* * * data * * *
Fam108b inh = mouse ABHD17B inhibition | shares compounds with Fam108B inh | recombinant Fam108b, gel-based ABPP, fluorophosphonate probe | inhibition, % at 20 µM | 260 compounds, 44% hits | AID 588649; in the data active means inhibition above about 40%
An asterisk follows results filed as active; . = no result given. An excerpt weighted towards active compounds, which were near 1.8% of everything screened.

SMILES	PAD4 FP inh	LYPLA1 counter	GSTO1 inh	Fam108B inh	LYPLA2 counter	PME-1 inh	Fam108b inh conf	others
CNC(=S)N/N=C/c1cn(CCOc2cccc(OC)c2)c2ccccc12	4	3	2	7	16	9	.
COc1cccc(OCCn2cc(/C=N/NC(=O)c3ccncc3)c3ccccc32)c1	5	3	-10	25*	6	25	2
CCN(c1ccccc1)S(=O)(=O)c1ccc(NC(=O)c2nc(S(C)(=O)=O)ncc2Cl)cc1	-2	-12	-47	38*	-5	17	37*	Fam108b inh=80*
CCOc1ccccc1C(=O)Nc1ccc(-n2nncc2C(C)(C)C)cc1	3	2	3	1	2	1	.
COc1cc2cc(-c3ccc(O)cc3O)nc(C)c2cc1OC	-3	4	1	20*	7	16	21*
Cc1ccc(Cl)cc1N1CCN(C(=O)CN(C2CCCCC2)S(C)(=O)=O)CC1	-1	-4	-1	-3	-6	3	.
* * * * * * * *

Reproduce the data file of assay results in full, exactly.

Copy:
Fam108b inh = mouse ABHD17B inhibition | shares compounds with Fam108B inh | recombinant Fam108b, gel-based ABPP, fluorophosphonate probe | inhibition, % at 20 µM | 260 compounds, 44% hits | AID 588649; in the data active means inhibition above about 40%
An asterisk follows results filed as active; . = no result given. An excerpt weighted towards active compounds, which were near 1.8% of everything screened.

SMILES	PAD4 FP inh	LYPLA1 counter	GSTO1 inh	Fam108B inh	LYPLA2 counter	PME-1 inh	Fam108b inh conf	others
CNC(=S)N/N=C/c1cn(CCOc2cccc(OC)c2)c2ccccc12	4	3	2	7	16	9	.
COc1cccc(OCCn2cc(/C=N/NC(=O)c3ccncc3)c3ccccc32)c1	5	3	-10	25*	6	25	2
CCN(c1ccccc1)S(=O)(=O)c1ccc(NC(=O)c2nc(S(C)(=O)=O)ncc2Cl)cc1	-2	-12	-47	38*	-5	17	37*	Fam108b inh=80*
CCOc1ccccc1C(=O)Nc1ccc(-n2nncc2C(C)(C)C)cc1	3	2	3	1	2	1	.
COc1cc2cc(-c3ccc(O)cc3O)nc(C)c2cc1OC	-3	4	1	20*	7	16	21*
Cc1ccc(Cl)cc1N1CCN(C(=O)CN(C2CCCCC2)S(C)(=O)=O)CC1	-1	-4	-1	-3	-6	3	.